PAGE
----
The Healthy Homes Act

The Healthy Homes Guarantee Act Regulations are put in place to ensure that every New Zealand home is warm and dry, and it is our job to make you aware of these regulations…


A fixed form of heating is required to be installed in every living space and must be capable of achieving a minimum temperature of 18 degrees. A typical form of heating that will comply is a heat pump or a wood burner. The heating source that complies in your living room depends on a number of factors, and this is yet to be published as a part of the standard. Some examples of heating devices that are inefficient and will fail to comply with the standards include small electric heaters, unflued gas heaters and open fires.

Woodburner in winter

Smoke alarms

On the 1st July 2016 it became a legal requirement for all rental properties, boarding houses, rental caravans, and self-contained sleep outs, to have long-life photo-electric or hard-wired smoke alarms fitted.

Smoke alarms are required to be fitted on each level or story of a home, and within 3 meters of every bedroom door or in every room where a person sleeps.

Smoke alarms should be installed in accordance with the manufacturer’s instructions and meet international standards. For more information on installing smoke alarms visit -

floor plan


Insulation must meet the standards outlined in the 2008 Building Code, or if existing in the ceiling space; have a minimum thickness of 120mm. Adequate insulation has been proven by the University of Otago to result in noticeable health benefits.

Did you top up your insulation to meet the 2016 insulation requirements? Don’t stress! You may be exempt from complying with the new standards, as long as your insulation is still in good condition and is compliant in terms of the 2016 requirements by the 1st July 2019. The new rules are going to affect rental properties that were not required to retrofit insulation under the 2016 requirements.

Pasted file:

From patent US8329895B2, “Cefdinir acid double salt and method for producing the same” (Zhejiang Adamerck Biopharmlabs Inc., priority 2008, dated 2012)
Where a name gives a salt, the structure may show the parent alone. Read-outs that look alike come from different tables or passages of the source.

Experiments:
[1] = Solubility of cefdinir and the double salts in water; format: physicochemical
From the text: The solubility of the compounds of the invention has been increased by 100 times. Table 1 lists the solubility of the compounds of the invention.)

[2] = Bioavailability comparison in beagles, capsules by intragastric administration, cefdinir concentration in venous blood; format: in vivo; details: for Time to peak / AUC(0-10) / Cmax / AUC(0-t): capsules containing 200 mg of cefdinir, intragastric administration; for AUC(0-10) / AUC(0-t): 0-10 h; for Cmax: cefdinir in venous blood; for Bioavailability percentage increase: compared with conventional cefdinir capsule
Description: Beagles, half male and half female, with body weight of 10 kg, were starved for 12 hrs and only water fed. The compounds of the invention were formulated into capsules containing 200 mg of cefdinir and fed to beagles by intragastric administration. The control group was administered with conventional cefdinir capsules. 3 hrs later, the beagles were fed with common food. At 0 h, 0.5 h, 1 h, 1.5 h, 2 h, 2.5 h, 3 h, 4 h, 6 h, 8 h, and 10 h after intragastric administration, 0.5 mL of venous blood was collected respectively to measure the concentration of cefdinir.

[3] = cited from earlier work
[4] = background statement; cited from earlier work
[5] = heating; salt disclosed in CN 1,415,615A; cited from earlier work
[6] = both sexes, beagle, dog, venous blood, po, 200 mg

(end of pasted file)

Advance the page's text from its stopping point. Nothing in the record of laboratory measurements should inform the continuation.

Many houses in New Zealand are affected by dampness. This can occur for a variety of reasons, including but not limited to:

  • Lack of ventilation including the lack of ducted bathroom fans and range hoods
  • The use of unflued gas heaters
  • Inadequate insulation
  • Drying washing inside
  • Leaking pipes
  • Moisture ingress
  • Condensation
  • Overcrowding of spaces

Condensation occurs when temperatures inside a house cool down. Cooler air cannot hold as much water vapour so it turns into a liquid and appears as condensation which is visible on cold, non-absorbent surfaces. Keeping a dwelling at a constant temperature will help reduce condensation.

Mould on walls

All houses should be adequately ventilated for at least 15 minutes a day, which can be achieved by the opening windows. This is especially important in winter when moisture levels are most likely to increase. Windows are required to be openable and appropriate extractor fans will need to be fitted in bathrooms and kitchens. Mould and mildew should be cleaned regularly to prevent the inhalation of mould spores which can impact on health.

Moisture Ingress, Drainage and Draughts

Landlords are required to ensure adequate drainage, spouting, downpipes and drains are in place. If a house has a subfloor, a damp-proof membrane (DPM) will be required to be installed. Landlords also need to stop any unnecessary gaps or holes in walls, ceilings, windows, doors or unused fireplaces. Draughts in a home mean that it is easier for heat to escape; if cold air is coming in, hot air is getting out! The guidelines for some of these requirements are still yet to be released but will clearly outline expectations.


Just remember, although you have until 1st July 2024 to make sure that your rental property meets the national rental standards, its best to get onto these things as soon as possible. Companies such as insulation installers will get busier and busier and to ensure you don’t miss out, get in quick!

If you unsure as to whether your rental property will meet the standards, give us a call on 0800 4 Truth (0800 487 884) and we can come and take a look!


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